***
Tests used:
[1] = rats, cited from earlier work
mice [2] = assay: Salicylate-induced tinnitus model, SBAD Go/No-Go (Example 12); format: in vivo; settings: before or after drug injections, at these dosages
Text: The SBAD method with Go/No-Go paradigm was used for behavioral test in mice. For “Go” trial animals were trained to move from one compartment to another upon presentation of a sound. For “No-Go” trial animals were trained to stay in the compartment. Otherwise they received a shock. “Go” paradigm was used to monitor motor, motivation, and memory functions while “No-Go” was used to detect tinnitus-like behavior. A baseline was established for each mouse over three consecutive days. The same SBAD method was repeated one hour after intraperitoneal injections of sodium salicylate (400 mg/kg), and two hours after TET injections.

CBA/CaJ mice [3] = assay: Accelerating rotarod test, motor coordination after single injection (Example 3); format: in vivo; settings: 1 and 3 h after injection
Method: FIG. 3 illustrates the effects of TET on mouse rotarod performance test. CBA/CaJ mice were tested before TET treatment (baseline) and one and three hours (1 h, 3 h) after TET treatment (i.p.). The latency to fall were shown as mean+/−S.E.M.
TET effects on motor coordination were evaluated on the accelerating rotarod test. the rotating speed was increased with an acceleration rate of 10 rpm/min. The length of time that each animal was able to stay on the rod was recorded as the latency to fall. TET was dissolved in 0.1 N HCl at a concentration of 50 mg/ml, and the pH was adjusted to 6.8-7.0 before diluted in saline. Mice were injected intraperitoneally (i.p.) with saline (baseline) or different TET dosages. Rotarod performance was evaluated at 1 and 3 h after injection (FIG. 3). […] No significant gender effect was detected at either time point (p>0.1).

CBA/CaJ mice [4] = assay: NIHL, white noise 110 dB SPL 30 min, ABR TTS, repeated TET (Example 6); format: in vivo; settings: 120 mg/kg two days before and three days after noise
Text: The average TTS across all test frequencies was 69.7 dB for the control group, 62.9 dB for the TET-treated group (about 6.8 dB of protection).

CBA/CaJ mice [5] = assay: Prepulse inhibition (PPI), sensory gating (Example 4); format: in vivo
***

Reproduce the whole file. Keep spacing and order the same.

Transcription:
Tests used:
[1] = rats, cited from earlier work
mice [2] = assay: Salicylate-induced tinnitus model, SBAD Go/No-Go (Example 12); format: in vivo; settings: before or after drug injections, at these dosages
Text: The SBAD method with Go/No-Go paradigm was used for behavioral test in mice. For “Go” trial animals were trained to move from one compartment to another upon presentation of a sound. For “No-Go” trial animals were trained to stay in the compartment. Otherwise they received a shock. “Go” paradigm was used to monitor motor, motivation, and memory functions while “No-Go” was used to detect tinnitus-like behavior. A baseline was established for each mouse over three consecutive days. The same SBAD method was repeated one hour after intraperitoneal injections of sodium salicylate (400 mg/kg), and two hours after TET injections.

CBA/CaJ mice [3] = assay: Accelerating rotarod test, motor coordination after single injection (Example 3); format: in vivo; settings: 1 and 3 h after injection
Method: FIG. 3 illustrates the effects of TET on mouse rotarod performance test. CBA/CaJ mice were tested before TET treatment (baseline) and one and three hours (1 h, 3 h) after TET treatment (i.p.). The latency to fall were shown as mean+/−S.E.M.
TET effects on motor coordination were evaluated on the accelerating rotarod test. the rotating speed was increased with an acceleration rate of 10 rpm/min. The length of time that each animal was able to stay on the rod was recorded as the latency to fall. TET was dissolved in 0.1 N HCl at a concentration of 50 mg/ml, and the pH was adjusted to 6.8-7.0 before diluted in saline. Mice were injected intraperitoneally (i.p.) with saline (baseline) or different TET dosages. Rotarod performance was evaluated at 1 and 3 h after injection (FIG. 3). […] No significant gender effect was detected at either time point (p>0.1).

CBA/CaJ mice [4] = assay: NIHL, white noise 110 dB SPL 30 min, ABR TTS, repeated TET (Example 6); format: in vivo; settings: 120 mg/kg two days before and three days after noise
Text: The average TTS across all test frequencies was 69.7 dB for the control group, 62.9 dB for the TET-treated group (about 6.8 dB of protection).

CBA/CaJ mice [5] = assay: Prepulse inhibition (PPI), sensory gating (Example 4); format: in vivo